If you love venison or are curious about trying it for the first time, this is a fabulous way to prepare it.  You can’t go wrong with a mirepoix base (celery, carrots and onion), a red wine reduction, herbaceous notes from the bay leaf and oregano, and a creamy finish with the addition of butter and parmesan.  They all add a little something to the flavor party, making this a dynamic sauce and some of our favorite leftovers. 😋

Creamy chicken and kamut casserole

In my continued quest to experiment with different types of whole grains, another grain I wanted to try was kamut, a species of wheat called khorasan with grains twice the size of modern-day wheat.  In searching for recipes, I did not find very many; however, there are so many wheat-based grains to choose from that I think you could easily substitute one for another and simply adjust cooking times.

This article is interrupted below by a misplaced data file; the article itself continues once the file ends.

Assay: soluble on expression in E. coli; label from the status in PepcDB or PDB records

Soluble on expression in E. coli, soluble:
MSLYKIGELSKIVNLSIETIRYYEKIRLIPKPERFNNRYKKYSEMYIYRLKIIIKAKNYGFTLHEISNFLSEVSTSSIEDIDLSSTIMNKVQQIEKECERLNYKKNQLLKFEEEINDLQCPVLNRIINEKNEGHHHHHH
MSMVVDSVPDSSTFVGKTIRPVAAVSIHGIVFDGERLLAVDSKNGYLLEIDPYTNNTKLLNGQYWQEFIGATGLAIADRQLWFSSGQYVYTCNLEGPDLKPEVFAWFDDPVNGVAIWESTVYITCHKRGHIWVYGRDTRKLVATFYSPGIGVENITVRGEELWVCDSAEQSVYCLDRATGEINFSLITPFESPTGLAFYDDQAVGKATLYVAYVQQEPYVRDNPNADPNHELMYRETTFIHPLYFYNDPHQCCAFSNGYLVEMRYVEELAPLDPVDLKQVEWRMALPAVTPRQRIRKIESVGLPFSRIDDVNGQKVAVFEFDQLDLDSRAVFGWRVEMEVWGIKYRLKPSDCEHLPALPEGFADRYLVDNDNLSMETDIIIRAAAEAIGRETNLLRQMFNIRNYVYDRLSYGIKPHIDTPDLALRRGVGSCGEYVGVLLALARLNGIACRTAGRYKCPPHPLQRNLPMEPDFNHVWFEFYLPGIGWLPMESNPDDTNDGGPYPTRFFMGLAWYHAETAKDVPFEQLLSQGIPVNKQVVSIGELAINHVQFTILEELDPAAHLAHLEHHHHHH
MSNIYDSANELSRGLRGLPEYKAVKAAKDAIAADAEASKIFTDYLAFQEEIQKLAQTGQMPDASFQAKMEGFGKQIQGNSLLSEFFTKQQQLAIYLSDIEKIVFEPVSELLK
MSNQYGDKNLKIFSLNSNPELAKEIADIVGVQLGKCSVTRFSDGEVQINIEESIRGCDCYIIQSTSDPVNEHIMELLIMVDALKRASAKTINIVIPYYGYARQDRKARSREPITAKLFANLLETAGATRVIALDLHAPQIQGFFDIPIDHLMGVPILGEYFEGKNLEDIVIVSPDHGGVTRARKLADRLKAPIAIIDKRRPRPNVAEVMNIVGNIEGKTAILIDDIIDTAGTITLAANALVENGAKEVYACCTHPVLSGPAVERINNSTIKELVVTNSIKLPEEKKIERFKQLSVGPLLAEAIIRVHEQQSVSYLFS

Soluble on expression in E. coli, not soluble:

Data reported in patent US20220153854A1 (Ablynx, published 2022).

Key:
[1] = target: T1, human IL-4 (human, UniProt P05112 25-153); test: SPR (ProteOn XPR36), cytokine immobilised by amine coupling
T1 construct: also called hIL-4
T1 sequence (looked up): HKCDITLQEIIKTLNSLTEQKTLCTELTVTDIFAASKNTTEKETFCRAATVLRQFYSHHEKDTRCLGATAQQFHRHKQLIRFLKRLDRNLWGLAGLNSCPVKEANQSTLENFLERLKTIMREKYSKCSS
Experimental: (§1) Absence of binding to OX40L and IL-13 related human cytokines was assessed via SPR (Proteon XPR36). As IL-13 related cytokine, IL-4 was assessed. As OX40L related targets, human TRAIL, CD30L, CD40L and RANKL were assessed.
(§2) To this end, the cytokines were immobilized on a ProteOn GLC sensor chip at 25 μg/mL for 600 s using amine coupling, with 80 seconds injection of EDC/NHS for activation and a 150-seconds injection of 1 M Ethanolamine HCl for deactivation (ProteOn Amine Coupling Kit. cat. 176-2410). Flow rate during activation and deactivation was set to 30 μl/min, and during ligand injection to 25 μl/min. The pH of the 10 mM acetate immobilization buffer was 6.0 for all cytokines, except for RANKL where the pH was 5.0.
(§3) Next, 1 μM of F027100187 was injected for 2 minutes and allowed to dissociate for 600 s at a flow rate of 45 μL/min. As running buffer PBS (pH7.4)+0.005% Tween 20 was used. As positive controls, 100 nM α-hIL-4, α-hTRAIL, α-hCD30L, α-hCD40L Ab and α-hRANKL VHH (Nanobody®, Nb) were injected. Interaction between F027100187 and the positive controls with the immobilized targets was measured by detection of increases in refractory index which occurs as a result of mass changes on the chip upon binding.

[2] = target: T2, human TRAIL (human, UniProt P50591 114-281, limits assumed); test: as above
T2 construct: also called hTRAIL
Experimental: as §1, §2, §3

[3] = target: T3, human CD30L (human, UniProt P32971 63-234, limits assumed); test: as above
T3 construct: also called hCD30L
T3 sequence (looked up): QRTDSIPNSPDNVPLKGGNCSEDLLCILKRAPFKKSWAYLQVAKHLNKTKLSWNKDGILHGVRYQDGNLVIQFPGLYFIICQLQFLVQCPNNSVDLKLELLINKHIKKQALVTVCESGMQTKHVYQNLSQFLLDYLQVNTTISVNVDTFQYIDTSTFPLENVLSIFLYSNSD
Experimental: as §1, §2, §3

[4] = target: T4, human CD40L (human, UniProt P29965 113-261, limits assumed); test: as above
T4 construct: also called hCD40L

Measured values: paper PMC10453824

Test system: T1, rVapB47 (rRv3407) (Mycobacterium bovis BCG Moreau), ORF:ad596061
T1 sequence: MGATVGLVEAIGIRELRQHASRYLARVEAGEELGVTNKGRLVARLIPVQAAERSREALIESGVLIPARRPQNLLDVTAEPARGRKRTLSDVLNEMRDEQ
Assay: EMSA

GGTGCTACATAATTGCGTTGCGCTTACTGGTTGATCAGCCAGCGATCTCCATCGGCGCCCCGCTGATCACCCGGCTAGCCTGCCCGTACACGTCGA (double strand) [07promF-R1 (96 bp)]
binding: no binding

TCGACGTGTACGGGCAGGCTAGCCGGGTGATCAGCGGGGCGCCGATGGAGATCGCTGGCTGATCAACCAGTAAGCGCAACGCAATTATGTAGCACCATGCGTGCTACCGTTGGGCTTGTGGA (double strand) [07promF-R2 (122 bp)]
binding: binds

This casserole caught my eye because it incorporates collard greens and bell pepper, but has a creamy element with the addition of a small amount of milk and flour, and a toasty cheesy topping to round out the dish.  To cook the kamut I used my instant pot, a 3 to 1 ratio of water to grains, a pinch of salt and set the pressure cooker on high for 45 minutes.  During that time I prepared the rest of the dish, which came together quickly, and by the time I needed to add the kamut to the casserole, it was ready to incorporate.  

Because everything is already cooked and you are just looking to brown the top cheese layer, I used the broiler function in my oven.  However, the broiler took a while, so I left the casserole in the oven for about 20 minutes.  If you are going to use your broiler, I recommend setting a timer at 5 minute intervals to ensure you don’t scorch the top.  Oven broilers vary, and you don’t want to risk an oven fire or wrecking your meal.